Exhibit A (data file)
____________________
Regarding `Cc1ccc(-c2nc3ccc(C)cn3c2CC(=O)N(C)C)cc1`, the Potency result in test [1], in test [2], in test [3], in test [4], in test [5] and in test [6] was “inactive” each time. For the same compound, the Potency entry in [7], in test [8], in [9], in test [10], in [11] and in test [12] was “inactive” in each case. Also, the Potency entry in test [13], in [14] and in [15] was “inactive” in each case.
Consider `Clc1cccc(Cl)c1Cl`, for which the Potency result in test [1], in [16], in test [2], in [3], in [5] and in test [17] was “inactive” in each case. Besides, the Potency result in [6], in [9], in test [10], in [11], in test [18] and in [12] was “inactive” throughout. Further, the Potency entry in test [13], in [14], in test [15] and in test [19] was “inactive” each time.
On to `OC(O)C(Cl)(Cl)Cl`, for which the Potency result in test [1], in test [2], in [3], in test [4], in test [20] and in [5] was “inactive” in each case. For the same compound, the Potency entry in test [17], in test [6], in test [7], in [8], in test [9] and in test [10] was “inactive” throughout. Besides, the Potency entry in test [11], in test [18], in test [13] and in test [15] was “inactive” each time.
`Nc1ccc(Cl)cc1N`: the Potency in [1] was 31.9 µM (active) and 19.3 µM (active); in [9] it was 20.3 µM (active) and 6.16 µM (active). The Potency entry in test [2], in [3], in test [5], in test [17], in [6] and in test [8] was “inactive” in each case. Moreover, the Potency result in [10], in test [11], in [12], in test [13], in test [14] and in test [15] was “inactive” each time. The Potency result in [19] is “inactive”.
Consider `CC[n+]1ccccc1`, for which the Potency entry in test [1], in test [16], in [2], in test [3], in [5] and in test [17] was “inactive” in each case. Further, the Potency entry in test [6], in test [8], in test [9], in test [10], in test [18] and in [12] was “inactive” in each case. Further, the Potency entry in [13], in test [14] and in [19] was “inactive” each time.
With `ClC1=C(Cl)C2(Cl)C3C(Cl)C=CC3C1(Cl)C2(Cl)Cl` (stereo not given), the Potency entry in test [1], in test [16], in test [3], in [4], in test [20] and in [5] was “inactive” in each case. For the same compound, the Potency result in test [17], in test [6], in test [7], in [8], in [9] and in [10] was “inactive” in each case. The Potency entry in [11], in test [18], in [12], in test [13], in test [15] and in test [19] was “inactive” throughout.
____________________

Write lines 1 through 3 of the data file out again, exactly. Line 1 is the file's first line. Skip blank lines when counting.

Regarding `Cc1ccc(-c2nc3ccc(C)cn3c2CC(=O)N(C)C)cc1`, the Potency result in test [1], in test [2], in test [3], in test [4], in test [5] and in test [6] was “inactive” each time. For the same compound, the Potency entry in [7], in test [8], in [9], in test [10], in [11] and in test [12] was “inactive” in each case. Also, the Potency entry in test [13], in [14] and in [15] was “inactive” in each case.
Consider `Clc1cccc(Cl)c1Cl`, for which the Potency result in test [1], in [16], in test [2], in [3], in [5] and in test [17] was “inactive” in each case. Besides, the Potency result in [6], in [9], in test [10], in [11], in test [18] and in [12] was “inactive” throughout. Further, the Potency entry in test [13], in [14], in test [15] and in test [19] was “inactive” each time.
On to `OC(O)C(Cl)(Cl)Cl`, for which the Potency result in test [1], in test [2], in [3], in test [4], in test [20] and in [5] was “inactive” in each case. For the same compound, the Potency entry in test [17], in test [6], in test [7], in [8], in test [9] and in test [10] was “inactive” throughout. Besides, the Potency entry in test [11], in test [18], in test [13] and in test [15] was “inactive” each time.